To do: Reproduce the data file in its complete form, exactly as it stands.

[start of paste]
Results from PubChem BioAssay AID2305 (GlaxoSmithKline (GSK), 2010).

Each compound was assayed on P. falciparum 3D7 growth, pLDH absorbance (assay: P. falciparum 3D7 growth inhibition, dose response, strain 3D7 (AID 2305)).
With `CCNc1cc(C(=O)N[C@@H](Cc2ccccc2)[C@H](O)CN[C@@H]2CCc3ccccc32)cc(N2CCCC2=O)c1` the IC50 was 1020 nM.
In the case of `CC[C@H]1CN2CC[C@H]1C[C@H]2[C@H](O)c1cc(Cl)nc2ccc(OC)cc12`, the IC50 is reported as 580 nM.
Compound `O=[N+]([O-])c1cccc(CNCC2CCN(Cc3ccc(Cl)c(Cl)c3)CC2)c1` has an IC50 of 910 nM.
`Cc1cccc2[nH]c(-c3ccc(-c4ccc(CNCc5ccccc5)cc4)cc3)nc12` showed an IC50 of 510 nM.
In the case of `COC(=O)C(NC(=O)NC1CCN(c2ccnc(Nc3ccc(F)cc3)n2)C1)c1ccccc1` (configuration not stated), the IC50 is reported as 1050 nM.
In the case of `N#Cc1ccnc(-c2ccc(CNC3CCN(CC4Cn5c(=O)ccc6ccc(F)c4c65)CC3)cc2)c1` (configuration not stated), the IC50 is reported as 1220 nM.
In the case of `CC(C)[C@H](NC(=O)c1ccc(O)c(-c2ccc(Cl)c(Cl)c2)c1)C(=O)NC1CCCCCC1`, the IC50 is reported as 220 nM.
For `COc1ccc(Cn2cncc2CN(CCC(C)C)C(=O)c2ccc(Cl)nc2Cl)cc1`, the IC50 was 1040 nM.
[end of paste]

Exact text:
Results from PubChem BioAssay AID2305 (GlaxoSmithKline (GSK), 2010).

Each compound was assayed on P. falciparum 3D7 growth, pLDH absorbance (assay: P. falciparum 3D7 growth inhibition, dose response, strain 3D7 (AID 2305)).
With `CCNc1cc(C(=O)N[C@@H](Cc2ccccc2)[C@H](O)CN[C@@H]2CCc3ccccc32)cc(N2CCCC2=O)c1` the IC50 was 1020 nM.
In the case of `CC[C@H]1CN2CC[C@H]1C[C@H]2[C@H](O)c1cc(Cl)nc2ccc(OC)cc12`, the IC50 is reported as 580 nM.
Compound `O=[N+]([O-])c1cccc(CNCC2CCN(Cc3ccc(Cl)c(Cl)c3)CC2)c1` has an IC50 of 910 nM.
`Cc1cccc2[nH]c(-c3ccc(-c4ccc(CNCc5ccccc5)cc4)cc3)nc12` showed an IC50 of 510 nM.
In the case of `COC(=O)C(NC(=O)NC1CCN(c2ccnc(Nc3ccc(F)cc3)n2)C1)c1ccccc1` (configuration not stated), the IC50 is reported as 1050 nM.
In the case of `N#Cc1ccnc(-c2ccc(CNC3CCN(CC4Cn5c(=O)ccc6ccc(F)c4c65)CC3)cc2)c1` (configuration not stated), the IC50 is reported as 1220 nM.
In the case of `CC(C)[C@H](NC(=O)c1ccc(O)c(-c2ccc(Cl)c(Cl)c2)c1)C(=O)NC1CCCCCC1`, the IC50 is reported as 220 nM.
For `COc1ccc(Cn2cncc2CN(CCC(C)C)C(=O)c2ccc(Cl)nc2Cl)cc1`, the IC50 was 1040 nM.